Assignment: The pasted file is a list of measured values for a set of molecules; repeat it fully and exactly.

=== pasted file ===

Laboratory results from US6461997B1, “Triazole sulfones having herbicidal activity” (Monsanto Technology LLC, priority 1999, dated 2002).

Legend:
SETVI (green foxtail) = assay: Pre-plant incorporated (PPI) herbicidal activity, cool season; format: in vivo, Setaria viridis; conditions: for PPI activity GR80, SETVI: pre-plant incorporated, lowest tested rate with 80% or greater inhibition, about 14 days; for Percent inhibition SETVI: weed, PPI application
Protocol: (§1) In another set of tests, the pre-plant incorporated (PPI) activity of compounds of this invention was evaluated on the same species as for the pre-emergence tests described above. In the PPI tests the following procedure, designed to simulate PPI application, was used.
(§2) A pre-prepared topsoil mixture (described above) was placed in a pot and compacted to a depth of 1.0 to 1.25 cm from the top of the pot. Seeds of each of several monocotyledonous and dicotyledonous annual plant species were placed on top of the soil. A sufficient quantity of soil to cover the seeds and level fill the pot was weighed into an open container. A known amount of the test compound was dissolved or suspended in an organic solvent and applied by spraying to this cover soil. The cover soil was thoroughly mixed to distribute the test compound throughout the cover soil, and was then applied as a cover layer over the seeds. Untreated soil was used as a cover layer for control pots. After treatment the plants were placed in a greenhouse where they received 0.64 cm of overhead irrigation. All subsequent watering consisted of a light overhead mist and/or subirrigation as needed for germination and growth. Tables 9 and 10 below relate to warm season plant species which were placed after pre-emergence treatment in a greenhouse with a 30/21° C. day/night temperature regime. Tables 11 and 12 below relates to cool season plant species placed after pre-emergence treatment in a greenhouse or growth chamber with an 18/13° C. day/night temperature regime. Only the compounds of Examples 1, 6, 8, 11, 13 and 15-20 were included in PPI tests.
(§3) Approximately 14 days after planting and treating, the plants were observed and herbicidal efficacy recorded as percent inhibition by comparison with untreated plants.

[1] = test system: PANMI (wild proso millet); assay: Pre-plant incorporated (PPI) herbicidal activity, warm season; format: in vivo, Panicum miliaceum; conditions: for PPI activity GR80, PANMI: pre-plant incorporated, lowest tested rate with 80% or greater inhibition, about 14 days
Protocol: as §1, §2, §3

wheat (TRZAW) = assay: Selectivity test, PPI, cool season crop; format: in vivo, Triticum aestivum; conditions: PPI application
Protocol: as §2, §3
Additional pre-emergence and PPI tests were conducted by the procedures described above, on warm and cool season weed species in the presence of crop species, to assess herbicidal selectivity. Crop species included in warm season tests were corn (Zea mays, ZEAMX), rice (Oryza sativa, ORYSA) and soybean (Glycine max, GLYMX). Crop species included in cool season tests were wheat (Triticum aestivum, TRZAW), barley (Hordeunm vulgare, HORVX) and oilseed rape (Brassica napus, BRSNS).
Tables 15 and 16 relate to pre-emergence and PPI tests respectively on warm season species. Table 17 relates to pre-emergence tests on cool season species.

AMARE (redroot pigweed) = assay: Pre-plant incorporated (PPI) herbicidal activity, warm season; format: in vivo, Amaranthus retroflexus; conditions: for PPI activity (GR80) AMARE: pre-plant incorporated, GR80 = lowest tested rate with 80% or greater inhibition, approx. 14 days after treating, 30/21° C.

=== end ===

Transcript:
Laboratory results from US6461997B1, “Triazole sulfones having herbicidal activity” (Monsanto Technology LLC, priority 1999, dated 2002).

Legend:
SETVI (green foxtail) = assay: Pre-plant incorporated (PPI) herbicidal activity, cool season; format: in vivo, Setaria viridis; conditions: for PPI activity GR80, SETVI: pre-plant incorporated, lowest tested rate with 80% or greater inhibition, about 14 days; for Percent inhibition SETVI: weed, PPI application
Protocol: (§1) In another set of tests, the pre-plant incorporated (PPI) activity of compounds of this invention was evaluated on the same species as for the pre-emergence tests described above. In the PPI tests the following procedure, designed to simulate PPI application, was used.
(§2) A pre-prepared topsoil mixture (described above) was placed in a pot and compacted to a depth of 1.0 to 1.25 cm from the top of the pot. Seeds of each of several monocotyledonous and dicotyledonous annual plant species were placed on top of the soil. A sufficient quantity of soil to cover the seeds and level fill the pot was weighed into an open container. A known amount of the test compound was dissolved or suspended in an organic solvent and applied by spraying to this cover soil. The cover soil was thoroughly mixed to distribute the test compound throughout the cover soil, and was then applied as a cover layer over the seeds. Untreated soil was used as a cover layer for control pots. After treatment the plants were placed in a greenhouse where they received 0.64 cm of overhead irrigation. All subsequent watering consisted of a light overhead mist and/or subirrigation as needed for germination and growth. Tables 9 and 10 below relate to warm season plant species which were placed after pre-emergence treatment in a greenhouse with a 30/21° C. day/night temperature regime. Tables 11 and 12 below relates to cool season plant species placed after pre-emergence treatment in a greenhouse or growth chamber with an 18/13° C. day/night temperature regime. Only the compounds of Examples 1, 6, 8, 11, 13 and 15-20 were included in PPI tests.
(§3) Approximately 14 days after planting and treating, the plants were observed and herbicidal efficacy recorded as percent inhibition by comparison with untreated plants.

[1] = test system: PANMI (wild proso millet); assay: Pre-plant incorporated (PPI) herbicidal activity, warm season; format: in vivo, Panicum miliaceum; conditions: for PPI activity GR80, PANMI: pre-plant incorporated, lowest tested rate with 80% or greater inhibition, about 14 days
Protocol: as §1, §2, §3

wheat (TRZAW) = assay: Selectivity test, PPI, cool season crop; format: in vivo, Triticum aestivum; conditions: PPI application
Protocol: as §2, §3
Additional pre-emergence and PPI tests were conducted by the procedures described above, on warm and cool season weed species in the presence of crop species, to assess herbicidal selectivity. Crop species included in warm season tests were corn (Zea mays, ZEAMX), rice (Oryza sativa, ORYSA) and soybean (Glycine max, GLYMX). Crop species included in cool season tests were wheat (Triticum aestivum, TRZAW), barley (Hordeunm vulgare, HORVX) and oilseed rape (Brassica napus, BRSNS).
Tables 15 and 16 relate to pre-emergence and PPI tests respectively on warm season species. Table 17 relates to pre-emergence tests on cool season species.

AMARE (redroot pigweed) = assay: Pre-plant incorporated (PPI) herbicidal activity, warm season; format: in vivo, Amaranthus retroflexus; conditions: for PPI activity (GR80) AMARE: pre-plant incorporated, GR80 = lowest tested rate with 80% or greater inhibition, approx. 14 days after treating, 30/21° C.